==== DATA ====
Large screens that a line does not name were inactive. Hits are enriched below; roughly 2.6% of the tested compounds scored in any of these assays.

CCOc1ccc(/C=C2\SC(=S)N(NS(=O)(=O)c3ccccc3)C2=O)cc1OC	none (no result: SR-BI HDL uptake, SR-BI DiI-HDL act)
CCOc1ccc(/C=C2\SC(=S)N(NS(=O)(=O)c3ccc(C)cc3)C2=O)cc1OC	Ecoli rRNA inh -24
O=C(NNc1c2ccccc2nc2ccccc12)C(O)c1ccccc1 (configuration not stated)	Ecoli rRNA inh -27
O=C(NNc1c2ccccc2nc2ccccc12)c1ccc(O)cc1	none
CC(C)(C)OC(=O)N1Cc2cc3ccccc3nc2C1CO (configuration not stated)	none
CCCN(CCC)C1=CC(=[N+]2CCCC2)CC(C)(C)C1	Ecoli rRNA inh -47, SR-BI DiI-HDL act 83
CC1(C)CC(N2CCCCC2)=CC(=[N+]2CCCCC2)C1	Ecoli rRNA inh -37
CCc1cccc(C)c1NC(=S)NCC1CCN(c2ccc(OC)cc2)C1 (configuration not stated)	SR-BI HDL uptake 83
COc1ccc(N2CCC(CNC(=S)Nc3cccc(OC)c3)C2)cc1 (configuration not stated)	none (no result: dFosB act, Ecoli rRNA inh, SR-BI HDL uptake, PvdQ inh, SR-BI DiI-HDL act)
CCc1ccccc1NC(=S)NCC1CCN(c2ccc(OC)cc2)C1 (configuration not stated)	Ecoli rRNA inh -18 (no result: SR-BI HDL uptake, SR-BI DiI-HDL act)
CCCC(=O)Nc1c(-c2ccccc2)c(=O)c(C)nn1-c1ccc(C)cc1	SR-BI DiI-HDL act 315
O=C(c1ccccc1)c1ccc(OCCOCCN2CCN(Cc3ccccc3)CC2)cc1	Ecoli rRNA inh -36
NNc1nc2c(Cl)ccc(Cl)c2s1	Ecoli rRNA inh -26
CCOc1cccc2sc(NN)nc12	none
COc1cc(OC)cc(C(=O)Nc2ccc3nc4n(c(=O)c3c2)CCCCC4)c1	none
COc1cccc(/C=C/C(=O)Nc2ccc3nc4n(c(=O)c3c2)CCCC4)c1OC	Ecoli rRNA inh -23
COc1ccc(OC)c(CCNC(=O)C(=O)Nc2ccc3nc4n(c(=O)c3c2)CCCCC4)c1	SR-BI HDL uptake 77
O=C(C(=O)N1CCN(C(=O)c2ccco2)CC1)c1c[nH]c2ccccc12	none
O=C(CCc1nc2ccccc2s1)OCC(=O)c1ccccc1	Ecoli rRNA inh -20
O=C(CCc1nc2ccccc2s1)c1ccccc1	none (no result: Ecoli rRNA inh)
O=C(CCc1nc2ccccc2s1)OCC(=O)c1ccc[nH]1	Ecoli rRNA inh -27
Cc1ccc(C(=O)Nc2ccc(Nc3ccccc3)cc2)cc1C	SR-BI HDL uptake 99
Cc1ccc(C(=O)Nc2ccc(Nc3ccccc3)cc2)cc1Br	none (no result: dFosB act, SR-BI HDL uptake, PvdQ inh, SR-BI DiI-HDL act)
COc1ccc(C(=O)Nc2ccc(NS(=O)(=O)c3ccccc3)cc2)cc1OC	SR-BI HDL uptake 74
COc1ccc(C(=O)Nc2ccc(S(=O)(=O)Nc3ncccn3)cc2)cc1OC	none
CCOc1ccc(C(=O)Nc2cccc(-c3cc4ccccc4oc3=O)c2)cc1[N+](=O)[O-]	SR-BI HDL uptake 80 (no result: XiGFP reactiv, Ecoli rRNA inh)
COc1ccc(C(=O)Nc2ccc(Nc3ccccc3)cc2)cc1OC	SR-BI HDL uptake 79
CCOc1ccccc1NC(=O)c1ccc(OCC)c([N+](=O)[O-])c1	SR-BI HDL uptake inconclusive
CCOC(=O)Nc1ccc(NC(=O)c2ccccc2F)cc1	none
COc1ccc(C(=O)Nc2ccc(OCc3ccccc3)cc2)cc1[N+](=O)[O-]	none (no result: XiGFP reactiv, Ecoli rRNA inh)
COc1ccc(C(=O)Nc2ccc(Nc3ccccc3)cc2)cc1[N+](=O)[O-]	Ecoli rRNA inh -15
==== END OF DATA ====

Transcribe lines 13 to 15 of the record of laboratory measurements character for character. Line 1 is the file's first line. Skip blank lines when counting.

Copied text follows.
O=C(c1ccccc1)c1ccc(OCCOCCN2CCN(Cc3ccccc3)CC2)cc1	Ecoli rRNA inh -36
NNc1nc2c(Cl)ccc(Cl)c2s1	Ecoli rRNA inh -26
CCOc1cccc2sc(NN)nc12	none